Corporate Religious DEI as Covenantal Pluralism In Action
Covenantal Pluralism transforms religious diversity into a powerful asset, rather a troublesome fact merely to tolerate.
The modern corporate workplace is a most interesting example of covenantal pluralism in practice. This is in large part because the business world is placing greater emphasis on including faith and beliefs as part of their diversity, equity and inclusion (DEI) initiatives.
Read: CORPORATE RELIGIOUS DIVERSITY, EQUITY, AND INCLUSION AS COVENANTAL PLURALISM by Brian J. Grim and Kent Johnson, Chapter 13 in The Routledge Handbook of Religious Literacy, Pluralism, and Global Engagement
Understanding the business imperative of allowing people to bring their “whole selves” to work, including their faith, has led America’s best companies to expand their DEI initiatives to include faith-oriented Employee Resource Groups (ERGs) and other faith-friendly initiatives such as corporate chaplains. Such companies include American Airlines, American Express, Texas Instruments, Intel, Target, Tyson Foods, Coca-Cola Consolidated, Google, Apple, Salesforce, Accenture, PayPal and Walmart.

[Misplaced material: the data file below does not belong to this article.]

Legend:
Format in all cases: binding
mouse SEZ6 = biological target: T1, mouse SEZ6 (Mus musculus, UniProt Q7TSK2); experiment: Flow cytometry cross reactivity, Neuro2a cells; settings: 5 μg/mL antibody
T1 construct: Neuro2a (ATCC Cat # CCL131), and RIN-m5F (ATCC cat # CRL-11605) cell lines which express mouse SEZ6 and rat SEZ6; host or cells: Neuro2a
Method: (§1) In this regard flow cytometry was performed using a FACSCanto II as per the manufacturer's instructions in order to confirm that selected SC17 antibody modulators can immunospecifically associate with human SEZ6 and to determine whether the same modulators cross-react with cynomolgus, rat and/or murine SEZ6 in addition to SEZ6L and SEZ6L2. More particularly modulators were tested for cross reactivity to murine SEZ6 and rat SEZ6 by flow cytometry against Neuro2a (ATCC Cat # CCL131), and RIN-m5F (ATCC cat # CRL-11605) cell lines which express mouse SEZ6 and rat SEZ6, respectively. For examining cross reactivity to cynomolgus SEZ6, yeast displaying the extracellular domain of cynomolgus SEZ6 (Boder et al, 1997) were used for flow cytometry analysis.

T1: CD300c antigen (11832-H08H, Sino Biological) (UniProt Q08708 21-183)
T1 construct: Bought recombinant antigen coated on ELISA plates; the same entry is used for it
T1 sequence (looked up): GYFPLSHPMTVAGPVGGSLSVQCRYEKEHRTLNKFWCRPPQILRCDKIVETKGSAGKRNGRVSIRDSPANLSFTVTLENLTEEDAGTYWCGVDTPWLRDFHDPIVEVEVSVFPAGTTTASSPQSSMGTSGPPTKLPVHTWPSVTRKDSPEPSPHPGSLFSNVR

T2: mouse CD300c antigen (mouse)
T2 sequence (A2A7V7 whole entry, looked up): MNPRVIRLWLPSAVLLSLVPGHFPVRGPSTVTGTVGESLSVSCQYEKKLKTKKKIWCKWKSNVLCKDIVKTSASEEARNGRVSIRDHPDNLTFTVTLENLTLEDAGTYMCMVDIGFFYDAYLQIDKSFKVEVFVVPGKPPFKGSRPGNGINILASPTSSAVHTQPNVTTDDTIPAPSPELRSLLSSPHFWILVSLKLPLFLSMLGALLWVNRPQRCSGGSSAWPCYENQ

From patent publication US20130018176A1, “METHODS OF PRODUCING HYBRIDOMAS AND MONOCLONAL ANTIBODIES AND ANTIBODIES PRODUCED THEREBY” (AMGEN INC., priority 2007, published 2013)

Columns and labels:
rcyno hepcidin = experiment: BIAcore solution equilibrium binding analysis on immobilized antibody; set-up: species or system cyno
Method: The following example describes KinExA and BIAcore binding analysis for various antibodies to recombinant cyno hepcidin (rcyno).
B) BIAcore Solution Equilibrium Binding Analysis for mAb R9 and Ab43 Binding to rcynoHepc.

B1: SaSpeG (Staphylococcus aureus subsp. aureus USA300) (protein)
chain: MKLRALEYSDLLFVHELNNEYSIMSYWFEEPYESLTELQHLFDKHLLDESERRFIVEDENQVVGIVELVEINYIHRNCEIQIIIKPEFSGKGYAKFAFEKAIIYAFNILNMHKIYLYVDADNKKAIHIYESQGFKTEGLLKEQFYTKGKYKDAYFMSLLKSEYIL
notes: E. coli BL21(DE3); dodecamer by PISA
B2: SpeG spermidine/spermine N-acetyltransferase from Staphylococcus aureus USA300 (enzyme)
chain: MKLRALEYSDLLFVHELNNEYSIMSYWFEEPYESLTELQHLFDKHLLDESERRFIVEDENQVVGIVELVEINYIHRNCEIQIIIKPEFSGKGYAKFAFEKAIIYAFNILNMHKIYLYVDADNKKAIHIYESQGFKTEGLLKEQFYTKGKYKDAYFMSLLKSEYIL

To experience this in action, join us at Dare to Overcome in Washington, DC, May 22-24, 2023, and in India Sept. 24-26, 2023!
The commonalities between DEI and covenantal pluralism emerge because DEI initiatives are a recognition that to be competitive in today’s and tomorrow’s marketplaces, companies need to tap into the full identity, strength and potential of their employees by including religion as a full-fledged part of their DEI commitments. What are the commonalities? Watch the video above from Dare to Overcome 2021 for an in-depth discussion.
For an example of Covenantal Pluralism in practice, watch the short video Google premiered at our 2021 Faith@Work conference to introduce their IBN Network. Its is produced by an Emmy Award-winning director at Google. “Our mission does not include watering down of any religion or faith group … we strive to highlight the beautiful differences that each one of our faith groups have.”